Most performers try to leave you with a party on your mind, but Chris Stapleton had other ideas during his sold-out "All American Road Show" at Starplex on Saturday night.
He came back to the stage for his encore less than two minutes after he finished his over two-hour set. He showed he wasn't tired at all by performing "Either Way" with the same conviction that he played "Might As Well Get Stoned" to open the show.
But it was the searing neo-soul of "Sometimes I Cry" that sealed the deal. Stapleton wanted you thinking of nothing but his voice on your way out of the venue. Mission accomplished.
It wasn't the first time he made the audience sit up and take notice. Make that stand up and take notice. One could count the number of fans on one hand that actually made use of the provided seats. They even stood during his sung introductions of the band, which included just a bassist, a drummer and his wife, singer Morgane.
All the better to see him with, my dear, because those introductions led right into a reading of "Tennessee Whiskey" that was "as sweet as strawberry wine" and rough in all the right places.
Performing under a set piece straight out of Minecraft, Stapleton didn't waste any time launching into his catalog. "Nobody to Blame" set the tone, with Stapleton singing it -- and every other one -- as if he was fronting a choir.
He might as well have been. He was only two songs in when the crowd turned into a chorus, singing as if it was the story of their lives. The choir joined Stapleton for "Broken Halos," a cover of Willie Nelson's "Last Thing I Need, First Thing This Morning" that was like a sigh, "Was It 26" and "Parachute," among many others.
The standout, though, was the old soul wailing of "I Was Wrong," which would sound at home at any R&B show. (D'Angelo, if you're listening, please, please, please cover this.) But wait, there was also the anthemic "Fire Away" and "Traveller."
One of the things that makes Stapleton stand out is his ability to sing -- and play -- most anything to chair-scraping effect. He is only in a genre because of tradition; his voice commands attention, even when he was an opener for megastar Luke Bryan at AT&T stadium last year. Stapleton may wear the well-worn uniform of outlaw country but that fire engine of a voice and that guitar make his music multidimensional.
Let's not even mention his ability to turn "Parachute" into a five-syllable word.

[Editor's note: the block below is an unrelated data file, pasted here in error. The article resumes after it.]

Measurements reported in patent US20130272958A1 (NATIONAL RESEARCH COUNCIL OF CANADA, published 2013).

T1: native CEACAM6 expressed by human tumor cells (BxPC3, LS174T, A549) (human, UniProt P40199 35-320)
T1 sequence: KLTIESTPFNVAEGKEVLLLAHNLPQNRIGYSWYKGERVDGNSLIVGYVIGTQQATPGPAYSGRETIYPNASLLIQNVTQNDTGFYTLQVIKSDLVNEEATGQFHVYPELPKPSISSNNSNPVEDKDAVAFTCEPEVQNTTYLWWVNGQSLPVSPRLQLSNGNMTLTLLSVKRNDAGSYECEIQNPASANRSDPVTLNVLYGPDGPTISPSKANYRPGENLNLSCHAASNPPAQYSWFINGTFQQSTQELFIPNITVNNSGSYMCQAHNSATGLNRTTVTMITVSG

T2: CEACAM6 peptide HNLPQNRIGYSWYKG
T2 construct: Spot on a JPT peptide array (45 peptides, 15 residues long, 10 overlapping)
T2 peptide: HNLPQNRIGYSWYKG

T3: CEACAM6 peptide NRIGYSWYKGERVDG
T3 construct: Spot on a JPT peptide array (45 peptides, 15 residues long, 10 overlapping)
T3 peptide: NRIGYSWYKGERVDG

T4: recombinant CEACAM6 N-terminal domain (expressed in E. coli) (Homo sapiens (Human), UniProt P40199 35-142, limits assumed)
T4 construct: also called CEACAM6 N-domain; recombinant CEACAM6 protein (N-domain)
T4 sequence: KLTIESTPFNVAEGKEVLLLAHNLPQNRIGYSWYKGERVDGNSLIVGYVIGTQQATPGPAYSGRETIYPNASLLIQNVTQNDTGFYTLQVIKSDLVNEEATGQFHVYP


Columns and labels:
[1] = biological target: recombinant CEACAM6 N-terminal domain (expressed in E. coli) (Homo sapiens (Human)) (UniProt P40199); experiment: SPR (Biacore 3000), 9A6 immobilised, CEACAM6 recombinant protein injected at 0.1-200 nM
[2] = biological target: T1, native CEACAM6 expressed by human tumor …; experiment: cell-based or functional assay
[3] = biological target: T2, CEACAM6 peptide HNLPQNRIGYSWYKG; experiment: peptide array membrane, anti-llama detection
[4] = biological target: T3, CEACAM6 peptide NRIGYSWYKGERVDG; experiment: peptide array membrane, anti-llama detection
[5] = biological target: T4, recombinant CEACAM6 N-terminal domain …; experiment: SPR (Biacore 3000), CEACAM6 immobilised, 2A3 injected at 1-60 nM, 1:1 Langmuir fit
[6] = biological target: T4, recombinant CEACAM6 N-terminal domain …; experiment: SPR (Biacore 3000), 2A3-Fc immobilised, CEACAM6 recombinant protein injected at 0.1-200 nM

Make a check list of all the musicians he's performed with and he seems equally at home with all of them: his viral performance with Justin Timberlake; with Lyle Lovett, George Strait, Robert Earl Keen and Miranda Lambert during the Hand in Hand concert for hurricane relief; and even with actor Chris Pratt.
Stapleton acknowledged the cold temperature, which dropped in the low 40s, early in his set. But he noted that "we're in this thing together" and instructed his adoring audience to "light this place up," which they did. A couple even got engaged after "Second One to Know."
And did I tell you that "special guest" Marty Stuart, who had performed earlier, came out to tear it up with him?!
Excuse my hyperbole. Chris Stapleton can do that to people, leaving them speaking (and writing) with visible exclamation points even in the face of legendary singer-songwriters.
If he keeps this up, chances are he'll be counted in that number. And, as any gambling outlaw would tell you, that's a good bet.
5 observations from Saturday night:
Stapleton needs room for his voice to roam.
The front seats in the venue were cleared out for a pit. There were fans wearing Halloween costumes and fans wearing the Stapleton costume of jean on jean with a cowboy hat. They needed room to move and they did. One can find themselves lost in the tone of his voice and miss a lyric and then he'll show out by hitting an impossible note and snap you right out of your reverie.
Stapleton takes time to purr.
He effortlessly roared his way through his catalog. But he turned down a bit to play a song from "a new record out Dec. 1" called "Trying to Untangle My Mind." It was akin to when a rapper asks the DJ to stop the music so there's no mistaking what he's saying. He slinked his way through other jams, too, such as a lord-have-mercy reading of "Whiskey and You."
He's an old soul.
Stapleton's music harkens back to a time when soul men such as Otis Redding ruled stages. And a time when blues and country mingled almost to the point of not being able to discern which was which. He's fine in voice and musicianship, comfortable taking on the guise of rawk, rock and roll, blues and soul. Oh, and country. All with chest-thumping bass, especially during "Midnight Train to Memphis." He doesn't do anything easy, and that's a good thing.
He's got 99 problems and whiskey might be one.
Stapleton is a man in conflict. Mostly between "Whiskey and You," and some stems, too. He's in love, but with one too many things. And he's got a song about every one of them. But when an uncalled for "Freebird" morphs into a cloud-scattering "The Devil Named Music" ... oooh, child. Hold my mule.
His beard game is stronger than yours.
"Second One to Know," a song about pleading for someone not to leave inspired someone to say yes to staying together forever. That's game. Like Jordan, Ali, Woods game. Stapleton shrugged: "It's that kinda night," he said. Yes. Yes, it was.